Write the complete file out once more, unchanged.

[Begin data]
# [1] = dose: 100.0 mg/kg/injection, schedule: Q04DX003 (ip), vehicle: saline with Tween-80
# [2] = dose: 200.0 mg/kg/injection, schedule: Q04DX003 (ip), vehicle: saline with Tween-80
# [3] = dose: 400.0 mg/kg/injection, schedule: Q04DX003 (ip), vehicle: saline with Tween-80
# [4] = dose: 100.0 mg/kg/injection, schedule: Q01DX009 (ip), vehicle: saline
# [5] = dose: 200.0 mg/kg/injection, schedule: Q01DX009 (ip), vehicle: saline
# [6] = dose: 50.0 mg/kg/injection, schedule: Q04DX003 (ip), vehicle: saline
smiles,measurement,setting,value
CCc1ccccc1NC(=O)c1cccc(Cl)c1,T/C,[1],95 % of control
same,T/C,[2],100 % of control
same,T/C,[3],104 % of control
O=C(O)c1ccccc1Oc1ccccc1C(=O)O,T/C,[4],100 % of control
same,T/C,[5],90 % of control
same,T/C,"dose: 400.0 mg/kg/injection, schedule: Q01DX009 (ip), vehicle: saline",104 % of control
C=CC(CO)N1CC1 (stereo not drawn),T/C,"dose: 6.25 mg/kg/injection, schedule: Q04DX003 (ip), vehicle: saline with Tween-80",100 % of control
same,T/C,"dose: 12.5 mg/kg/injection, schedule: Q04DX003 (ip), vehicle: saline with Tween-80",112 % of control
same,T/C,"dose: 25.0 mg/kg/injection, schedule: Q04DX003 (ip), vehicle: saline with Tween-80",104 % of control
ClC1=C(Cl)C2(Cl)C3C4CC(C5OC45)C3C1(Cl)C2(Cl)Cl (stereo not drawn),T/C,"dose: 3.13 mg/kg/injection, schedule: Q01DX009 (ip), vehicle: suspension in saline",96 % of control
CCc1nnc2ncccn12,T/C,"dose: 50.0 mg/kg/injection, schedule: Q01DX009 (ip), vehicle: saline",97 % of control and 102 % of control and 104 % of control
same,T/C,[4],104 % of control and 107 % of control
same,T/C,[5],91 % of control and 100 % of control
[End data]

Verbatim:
# [1] = dose: 100.0 mg/kg/injection, schedule: Q04DX003 (ip), vehicle: saline with Tween-80
# [2] = dose: 200.0 mg/kg/injection, schedule: Q04DX003 (ip), vehicle: saline with Tween-80
# [3] = dose: 400.0 mg/kg/injection, schedule: Q04DX003 (ip), vehicle: saline with Tween-80
# [4] = dose: 100.0 mg/kg/injection, schedule: Q01DX009 (ip), vehicle: saline
# [5] = dose: 200.0 mg/kg/injection, schedule: Q01DX009 (ip), vehicle: saline
# [6] = dose: 50.0 mg/kg/injection, schedule: Q04DX003 (ip), vehicle: saline
smiles,measurement,setting,value
CCc1ccccc1NC(=O)c1cccc(Cl)c1,T/C,[1],95 % of control
same,T/C,[2],100 % of control
same,T/C,[3],104 % of control
O=C(O)c1ccccc1Oc1ccccc1C(=O)O,T/C,[4],100 % of control
same,T/C,[5],90 % of control
same,T/C,"dose: 400.0 mg/kg/injection, schedule: Q01DX009 (ip), vehicle: saline",104 % of control
C=CC(CO)N1CC1 (stereo not drawn),T/C,"dose: 6.25 mg/kg/injection, schedule: Q04DX003 (ip), vehicle: saline with Tween-80",100 % of control
same,T/C,"dose: 12.5 mg/kg/injection, schedule: Q04DX003 (ip), vehicle: saline with Tween-80",112 % of control
same,T/C,"dose: 25.0 mg/kg/injection, schedule: Q04DX003 (ip), vehicle: saline with Tween-80",104 % of control
ClC1=C(Cl)C2(Cl)C3C4CC(C5OC45)C3C1(Cl)C2(Cl)Cl (stereo not drawn),T/C,"dose: 3.13 mg/kg/injection, schedule: Q01DX009 (ip), vehicle: suspension in saline",96 % of control
CCc1nnc2ncccn12,T/C,"dose: 50.0 mg/kg/injection, schedule: Q01DX009 (ip), vehicle: saline",97 % of control and 102 % of control and 104 % of control
same,T/C,[4],104 % of control and 107 % of control
same,T/C,[5],91 % of control and 100 % of control